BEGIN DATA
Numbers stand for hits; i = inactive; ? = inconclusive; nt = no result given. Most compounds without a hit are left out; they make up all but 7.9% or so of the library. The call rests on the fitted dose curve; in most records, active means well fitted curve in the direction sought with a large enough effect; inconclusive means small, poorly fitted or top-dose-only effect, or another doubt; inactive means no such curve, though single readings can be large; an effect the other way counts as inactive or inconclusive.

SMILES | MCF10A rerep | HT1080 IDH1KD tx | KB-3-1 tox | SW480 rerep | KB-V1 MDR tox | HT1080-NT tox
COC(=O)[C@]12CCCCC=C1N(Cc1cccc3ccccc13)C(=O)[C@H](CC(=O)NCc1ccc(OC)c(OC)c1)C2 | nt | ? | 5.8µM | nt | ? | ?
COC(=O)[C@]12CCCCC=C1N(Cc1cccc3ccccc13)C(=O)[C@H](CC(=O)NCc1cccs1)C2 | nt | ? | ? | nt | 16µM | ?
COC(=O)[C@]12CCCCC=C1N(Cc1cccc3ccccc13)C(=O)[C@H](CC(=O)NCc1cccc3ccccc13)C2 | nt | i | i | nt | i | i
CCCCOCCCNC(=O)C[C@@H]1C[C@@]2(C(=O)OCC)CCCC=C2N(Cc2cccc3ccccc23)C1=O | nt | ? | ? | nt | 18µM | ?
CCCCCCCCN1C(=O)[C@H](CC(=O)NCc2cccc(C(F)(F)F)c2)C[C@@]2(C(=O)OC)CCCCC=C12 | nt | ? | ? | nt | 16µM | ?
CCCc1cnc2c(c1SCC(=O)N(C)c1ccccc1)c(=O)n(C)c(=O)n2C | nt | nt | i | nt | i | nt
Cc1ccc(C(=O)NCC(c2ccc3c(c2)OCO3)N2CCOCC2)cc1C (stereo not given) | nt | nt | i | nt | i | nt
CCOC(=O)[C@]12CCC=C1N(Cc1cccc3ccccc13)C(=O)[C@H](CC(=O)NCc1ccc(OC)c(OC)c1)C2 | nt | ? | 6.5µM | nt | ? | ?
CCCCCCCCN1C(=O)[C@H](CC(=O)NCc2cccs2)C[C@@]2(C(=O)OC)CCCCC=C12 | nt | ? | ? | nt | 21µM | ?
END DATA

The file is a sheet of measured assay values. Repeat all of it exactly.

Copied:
Numbers stand for hits; i = inactive; ? = inconclusive; nt = no result given. Most compounds without a hit are left out; they make up all but 7.9% or so of the library. The call rests on the fitted dose curve; in most records, active means well fitted curve in the direction sought with a large enough effect; inconclusive means small, poorly fitted or top-dose-only effect, or another doubt; inactive means no such curve, though single readings can be large; an effect the other way counts as inactive or inconclusive.

SMILES | MCF10A rerep | HT1080 IDH1KD tx | KB-3-1 tox | SW480 rerep | KB-V1 MDR tox | HT1080-NT tox
COC(=O)[C@]12CCCCC=C1N(Cc1cccc3ccccc13)C(=O)[C@H](CC(=O)NCc1ccc(OC)c(OC)c1)C2 | nt | ? | 5.8µM | nt | ? | ?
COC(=O)[C@]12CCCCC=C1N(Cc1cccc3ccccc13)C(=O)[C@H](CC(=O)NCc1cccs1)C2 | nt | ? | ? | nt | 16µM | ?
COC(=O)[C@]12CCCCC=C1N(Cc1cccc3ccccc13)C(=O)[C@H](CC(=O)NCc1cccc3ccccc13)C2 | nt | i | i | nt | i | i
CCCCOCCCNC(=O)C[C@@H]1C[C@@]2(C(=O)OCC)CCCC=C2N(Cc2cccc3ccccc23)C1=O | nt | ? | ? | nt | 18µM | ?
CCCCCCCCN1C(=O)[C@H](CC(=O)NCc2cccc(C(F)(F)F)c2)C[C@@]2(C(=O)OC)CCCCC=C12 | nt | ? | ? | nt | 16µM | ?
CCCc1cnc2c(c1SCC(=O)N(C)c1ccccc1)c(=O)n(C)c(=O)n2C | nt | nt | i | nt | i | nt
Cc1ccc(C(=O)NCC(c2ccc3c(c2)OCO3)N2CCOCC2)cc1C (stereo not given) | nt | nt | i | nt | i | nt
CCOC(=O)[C@]12CCC=C1N(Cc1cccc3ccccc13)C(=O)[C@H](CC(=O)NCc1ccc(OC)c(OC)c1)C2 | nt | ? | 6.5µM | nt | ? | ?
CCCCCCCCN1C(=O)[C@H](CC(=O)NCc2cccs2)C[C@@]2(C(=O)OC)CCCCC=C12 | nt | ? | ? | nt | 21µM | ?